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Counter-intuitive transport induced by wavy waveguides published in Nature

Propagation of electromagnetic waves play an important role in modern Physics (microwaves, acoustics and optics). One important aspect in this context is the propagation of waves in waveguides. Waveguides are structures, where waves can propagate, e.g., optical fibers or coax cables.

The propagation of the waves in such a guide depend on parameters determined by the waveguide itself. Such a parameter can be the width of the waveguide or its intrinsic loss, for instance. When the system parameters are tuned in such a way that two propagating waves, one likes to speak of modes in the context of waveguides, coalesce an exceptional point is appears. Coalescing means, that the two modes have the same characeteristic eigenfrequency and the same “shape”. The exceptional point condition can only be met if there is loss in the waveguide and if one has very precise control about the loss and the other system parameters.

Microwave waveguides are extremely useful to study this kind of phenomena as the waveguide parameters can be tuned very precisely. The wavelength of microwaves is typical in the cm-regime, so that one can easily fabricate metallic waveguides with a sub-wavelength precision.

The idea of our waveguide experiment is to dynamically drive two propagating modes (mode 1 and mode 2) around the exceptional point condition. The wavy waveguide which we fabricated is shown below.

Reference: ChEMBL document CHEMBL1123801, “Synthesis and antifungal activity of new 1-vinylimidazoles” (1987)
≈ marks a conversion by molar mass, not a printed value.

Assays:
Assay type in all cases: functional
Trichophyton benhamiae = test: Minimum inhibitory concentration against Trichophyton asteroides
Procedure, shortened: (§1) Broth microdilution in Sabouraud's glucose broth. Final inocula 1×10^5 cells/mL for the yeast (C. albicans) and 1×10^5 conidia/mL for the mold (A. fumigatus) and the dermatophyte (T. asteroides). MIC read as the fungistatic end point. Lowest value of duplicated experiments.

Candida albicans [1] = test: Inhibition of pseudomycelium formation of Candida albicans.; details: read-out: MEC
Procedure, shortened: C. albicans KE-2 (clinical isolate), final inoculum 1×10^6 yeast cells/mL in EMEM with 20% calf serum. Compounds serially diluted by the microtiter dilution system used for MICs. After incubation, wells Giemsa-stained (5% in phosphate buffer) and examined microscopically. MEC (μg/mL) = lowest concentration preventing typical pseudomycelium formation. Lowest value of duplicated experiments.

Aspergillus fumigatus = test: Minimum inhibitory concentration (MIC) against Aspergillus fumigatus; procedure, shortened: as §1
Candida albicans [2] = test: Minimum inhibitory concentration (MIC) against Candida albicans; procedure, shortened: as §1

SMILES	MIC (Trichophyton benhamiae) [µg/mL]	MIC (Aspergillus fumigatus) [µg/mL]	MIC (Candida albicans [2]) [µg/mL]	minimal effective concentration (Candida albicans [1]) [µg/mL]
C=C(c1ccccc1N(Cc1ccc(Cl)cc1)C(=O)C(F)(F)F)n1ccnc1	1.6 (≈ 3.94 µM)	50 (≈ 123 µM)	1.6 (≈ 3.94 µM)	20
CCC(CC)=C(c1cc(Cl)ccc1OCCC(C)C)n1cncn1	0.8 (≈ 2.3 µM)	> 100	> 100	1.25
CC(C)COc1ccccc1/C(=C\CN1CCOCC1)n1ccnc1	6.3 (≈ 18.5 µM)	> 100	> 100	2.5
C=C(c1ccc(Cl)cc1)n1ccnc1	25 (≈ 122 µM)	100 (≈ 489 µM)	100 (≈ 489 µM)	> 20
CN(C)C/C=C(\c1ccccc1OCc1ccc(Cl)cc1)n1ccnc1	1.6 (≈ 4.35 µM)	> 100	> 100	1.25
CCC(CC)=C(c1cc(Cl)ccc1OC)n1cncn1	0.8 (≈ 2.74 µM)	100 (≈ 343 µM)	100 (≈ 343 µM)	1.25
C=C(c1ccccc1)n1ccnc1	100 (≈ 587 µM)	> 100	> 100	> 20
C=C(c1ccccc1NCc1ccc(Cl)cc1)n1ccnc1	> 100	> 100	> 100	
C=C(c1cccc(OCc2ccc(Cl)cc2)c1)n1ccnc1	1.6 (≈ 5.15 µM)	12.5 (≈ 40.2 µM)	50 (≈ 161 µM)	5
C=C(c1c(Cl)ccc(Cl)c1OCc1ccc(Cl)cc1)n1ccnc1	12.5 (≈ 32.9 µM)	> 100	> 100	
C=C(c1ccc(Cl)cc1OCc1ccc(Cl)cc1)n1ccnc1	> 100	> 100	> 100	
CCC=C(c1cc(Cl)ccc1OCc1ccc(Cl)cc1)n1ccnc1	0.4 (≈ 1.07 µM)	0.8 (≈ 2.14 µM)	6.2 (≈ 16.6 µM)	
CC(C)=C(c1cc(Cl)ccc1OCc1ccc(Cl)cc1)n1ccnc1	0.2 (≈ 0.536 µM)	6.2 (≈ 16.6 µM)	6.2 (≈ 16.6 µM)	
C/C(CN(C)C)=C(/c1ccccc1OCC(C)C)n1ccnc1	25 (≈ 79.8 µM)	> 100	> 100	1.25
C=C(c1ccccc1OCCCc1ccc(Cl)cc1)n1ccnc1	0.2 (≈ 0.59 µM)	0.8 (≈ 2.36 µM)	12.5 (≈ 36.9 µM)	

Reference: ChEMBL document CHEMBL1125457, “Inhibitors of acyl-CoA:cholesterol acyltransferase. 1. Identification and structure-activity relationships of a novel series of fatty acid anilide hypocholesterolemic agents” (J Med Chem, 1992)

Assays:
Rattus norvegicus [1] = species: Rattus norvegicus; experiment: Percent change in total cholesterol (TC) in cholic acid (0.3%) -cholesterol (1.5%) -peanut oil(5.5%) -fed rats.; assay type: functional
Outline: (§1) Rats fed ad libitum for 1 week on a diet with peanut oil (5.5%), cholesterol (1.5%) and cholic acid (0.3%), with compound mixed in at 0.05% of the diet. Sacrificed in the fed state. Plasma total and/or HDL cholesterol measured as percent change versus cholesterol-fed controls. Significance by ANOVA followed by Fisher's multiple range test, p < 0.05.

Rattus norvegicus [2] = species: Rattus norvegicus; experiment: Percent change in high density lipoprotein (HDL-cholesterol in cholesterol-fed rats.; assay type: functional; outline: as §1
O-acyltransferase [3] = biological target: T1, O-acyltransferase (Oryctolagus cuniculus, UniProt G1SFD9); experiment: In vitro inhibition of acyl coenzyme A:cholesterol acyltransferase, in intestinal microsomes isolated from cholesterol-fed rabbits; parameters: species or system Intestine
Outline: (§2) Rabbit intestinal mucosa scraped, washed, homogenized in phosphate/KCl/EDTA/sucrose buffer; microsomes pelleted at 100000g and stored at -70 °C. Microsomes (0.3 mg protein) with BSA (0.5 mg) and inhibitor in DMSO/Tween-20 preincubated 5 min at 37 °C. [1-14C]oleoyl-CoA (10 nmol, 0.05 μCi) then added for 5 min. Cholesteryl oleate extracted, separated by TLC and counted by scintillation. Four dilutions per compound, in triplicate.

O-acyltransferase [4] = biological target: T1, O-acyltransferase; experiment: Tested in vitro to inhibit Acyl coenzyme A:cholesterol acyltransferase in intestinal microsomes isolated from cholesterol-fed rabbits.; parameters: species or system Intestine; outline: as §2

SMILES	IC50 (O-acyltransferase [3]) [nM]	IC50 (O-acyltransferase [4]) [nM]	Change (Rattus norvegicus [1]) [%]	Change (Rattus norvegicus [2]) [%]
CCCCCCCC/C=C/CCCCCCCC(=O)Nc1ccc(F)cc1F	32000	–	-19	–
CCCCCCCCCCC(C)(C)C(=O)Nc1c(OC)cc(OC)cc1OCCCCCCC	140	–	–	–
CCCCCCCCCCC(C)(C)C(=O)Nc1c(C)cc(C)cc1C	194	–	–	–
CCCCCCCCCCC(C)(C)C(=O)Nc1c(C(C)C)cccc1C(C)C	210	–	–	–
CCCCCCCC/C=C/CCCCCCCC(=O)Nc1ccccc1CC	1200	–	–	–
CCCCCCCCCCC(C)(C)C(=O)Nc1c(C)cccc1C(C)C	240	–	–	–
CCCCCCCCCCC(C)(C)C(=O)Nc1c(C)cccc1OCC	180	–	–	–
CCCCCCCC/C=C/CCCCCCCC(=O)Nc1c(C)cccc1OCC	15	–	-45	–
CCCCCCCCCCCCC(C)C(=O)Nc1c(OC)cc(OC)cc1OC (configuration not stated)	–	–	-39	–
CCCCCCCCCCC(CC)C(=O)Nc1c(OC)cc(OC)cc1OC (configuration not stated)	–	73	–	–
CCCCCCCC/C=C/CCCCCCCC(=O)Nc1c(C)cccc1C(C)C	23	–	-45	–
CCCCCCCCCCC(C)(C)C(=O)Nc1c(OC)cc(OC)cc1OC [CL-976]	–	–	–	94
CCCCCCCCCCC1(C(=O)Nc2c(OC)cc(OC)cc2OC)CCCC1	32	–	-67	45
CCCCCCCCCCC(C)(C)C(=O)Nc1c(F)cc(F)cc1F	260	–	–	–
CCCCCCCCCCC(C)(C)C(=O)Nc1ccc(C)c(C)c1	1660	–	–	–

It demonstrated that in such a case, where we encircle an exceptional point, a peculiar phenomenon occurs. If we inject a mode from one side (left side) the result on the other side (right side) is always the same, no matter which mode we inject in the waveguide. The outgoing mode is always mode 1. Astonishingly, when we inject something from the right side, the outgoing modes is always mode 2. This asymmetric switching behaviour is the result of the dynamical transport around the exceptional point and it is illustrated in the picture below.

This special switching behaviour was predicted theoretically and we confirmed it experimentally by investigating the modal transport of our specially shaped lossy microwave waveguide.

Our realisation opens up a door to study exceptional point physics experimentally and our results can be used to build such asymmetric switching devices in any kind of wave-based waveguide system.

This article was highlighted in Nature Physics.

"Dynamically encircling an exceptional point for asymmetric mode switching", Jörg Doppler, Alexei A. Mailybaev, Julian Böhm, Ulrich Kuhl, Adrian Girschik, Florian Libisch, Thomas J. Milburn, Peter Rabl, Nimrod Moiseyev & Stefan Rotter Nature 537, 76–79 (01 September 2016) doi:10.1038/nature18605


Fluides & Matériaux Complexes, Physique Mésoscopique